- an inspiration for all of us -
Doctor Andrija Štampar was born in the Croatian countryside 1988. His parents were schoolteachers and moved around the country a lot. This gave him many opportunities to observe the daily life of the people. He qualified in medicine in Graz during the period of the Habsburg Empire. There was no medical school in Croatia at that time. In the 1920s he worked in a senior position in the newly created Ministry of Health in Belgrade. Apparently at this time he was very outspoken about what needed to be done.
In the period 1927-28, he founded the School of Public Health in Zagreb, with a grant from the Rockefeller Foundation. From this base, he began to develop the public health system for the whole of Yugoslavia. As a result of these successful activities he was invited by the King to take up the cabinet post of Minister of the Interior. He accepted subject to certain conditions, which the King did not accept. Subsequently he went to China as an official of the League of Nations, and set up a fledgling public health system under its auspices.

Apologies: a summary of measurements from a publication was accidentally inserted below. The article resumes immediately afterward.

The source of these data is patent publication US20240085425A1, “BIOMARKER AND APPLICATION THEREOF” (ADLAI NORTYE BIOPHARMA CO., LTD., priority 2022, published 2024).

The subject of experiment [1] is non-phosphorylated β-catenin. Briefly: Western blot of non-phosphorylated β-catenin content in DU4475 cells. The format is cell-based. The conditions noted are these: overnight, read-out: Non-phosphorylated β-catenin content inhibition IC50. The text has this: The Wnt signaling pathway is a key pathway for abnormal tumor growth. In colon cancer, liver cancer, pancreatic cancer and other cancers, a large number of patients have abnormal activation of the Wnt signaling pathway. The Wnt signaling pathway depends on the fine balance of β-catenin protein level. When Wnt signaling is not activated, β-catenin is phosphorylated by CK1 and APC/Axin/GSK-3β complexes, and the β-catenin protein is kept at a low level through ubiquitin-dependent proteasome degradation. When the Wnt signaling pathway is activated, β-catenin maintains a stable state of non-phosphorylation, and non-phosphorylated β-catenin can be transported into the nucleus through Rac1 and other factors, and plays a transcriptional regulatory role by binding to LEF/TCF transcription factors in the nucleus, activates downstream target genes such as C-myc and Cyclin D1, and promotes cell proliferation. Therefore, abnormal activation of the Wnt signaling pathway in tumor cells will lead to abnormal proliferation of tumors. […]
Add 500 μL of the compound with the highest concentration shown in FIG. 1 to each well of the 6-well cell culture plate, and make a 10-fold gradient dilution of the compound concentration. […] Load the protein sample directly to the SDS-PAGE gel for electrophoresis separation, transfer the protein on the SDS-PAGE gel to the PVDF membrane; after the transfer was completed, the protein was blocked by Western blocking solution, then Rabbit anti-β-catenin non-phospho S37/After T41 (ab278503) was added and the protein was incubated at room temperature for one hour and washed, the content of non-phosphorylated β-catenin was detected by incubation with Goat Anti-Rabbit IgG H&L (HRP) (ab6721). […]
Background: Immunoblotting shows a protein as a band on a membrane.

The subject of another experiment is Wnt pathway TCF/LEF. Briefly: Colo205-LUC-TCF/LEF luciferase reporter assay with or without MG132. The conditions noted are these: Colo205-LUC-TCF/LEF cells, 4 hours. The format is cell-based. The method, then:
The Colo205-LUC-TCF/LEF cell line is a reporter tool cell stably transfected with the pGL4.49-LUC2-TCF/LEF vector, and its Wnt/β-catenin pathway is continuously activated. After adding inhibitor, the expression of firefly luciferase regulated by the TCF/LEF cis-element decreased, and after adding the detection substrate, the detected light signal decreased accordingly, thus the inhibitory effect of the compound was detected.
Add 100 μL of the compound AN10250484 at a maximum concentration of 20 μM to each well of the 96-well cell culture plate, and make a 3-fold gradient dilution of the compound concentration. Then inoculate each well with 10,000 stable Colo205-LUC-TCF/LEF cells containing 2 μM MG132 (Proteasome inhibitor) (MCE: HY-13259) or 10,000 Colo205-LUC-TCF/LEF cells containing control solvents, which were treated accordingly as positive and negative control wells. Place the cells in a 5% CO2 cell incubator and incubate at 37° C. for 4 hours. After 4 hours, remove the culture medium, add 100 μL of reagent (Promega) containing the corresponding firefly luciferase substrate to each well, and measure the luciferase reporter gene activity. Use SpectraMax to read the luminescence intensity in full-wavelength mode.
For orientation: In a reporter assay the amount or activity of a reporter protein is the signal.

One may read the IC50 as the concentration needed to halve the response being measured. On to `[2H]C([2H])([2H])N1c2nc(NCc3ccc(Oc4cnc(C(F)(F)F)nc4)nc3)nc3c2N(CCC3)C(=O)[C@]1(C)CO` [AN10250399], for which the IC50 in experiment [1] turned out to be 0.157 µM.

He spent the period of the Second World War in prison, but in 1945 was appointed as Professor of Social Medicine in Zagreb. He also served as Dean of the Medical School and as President of the Academy of Arts and Sciences of Croatia. In 1946 he was president of the Interim Committee of WHO, charged with setting up its structures and constitution. It also drew up the famous definition of health. Professor Štampar was chairman of the first WHO General Assembly in 1948.